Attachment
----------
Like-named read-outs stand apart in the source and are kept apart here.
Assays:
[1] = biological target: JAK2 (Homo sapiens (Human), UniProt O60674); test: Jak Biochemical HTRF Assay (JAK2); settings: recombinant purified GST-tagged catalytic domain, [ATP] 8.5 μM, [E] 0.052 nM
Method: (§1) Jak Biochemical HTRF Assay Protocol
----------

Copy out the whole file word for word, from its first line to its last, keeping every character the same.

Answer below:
Like-named read-outs stand apart in the source and are kept apart here.
Assays:
[1] = biological target: JAK2 (Homo sapiens (Human), UniProt O60674); test: Jak Biochemical HTRF Assay (JAK2); settings: recombinant purified GST-tagged catalytic domain, [ATP] 8.5 μM, [E] 0.052 nM
Method: (§1) Jak Biochemical HTRF Assay Protocol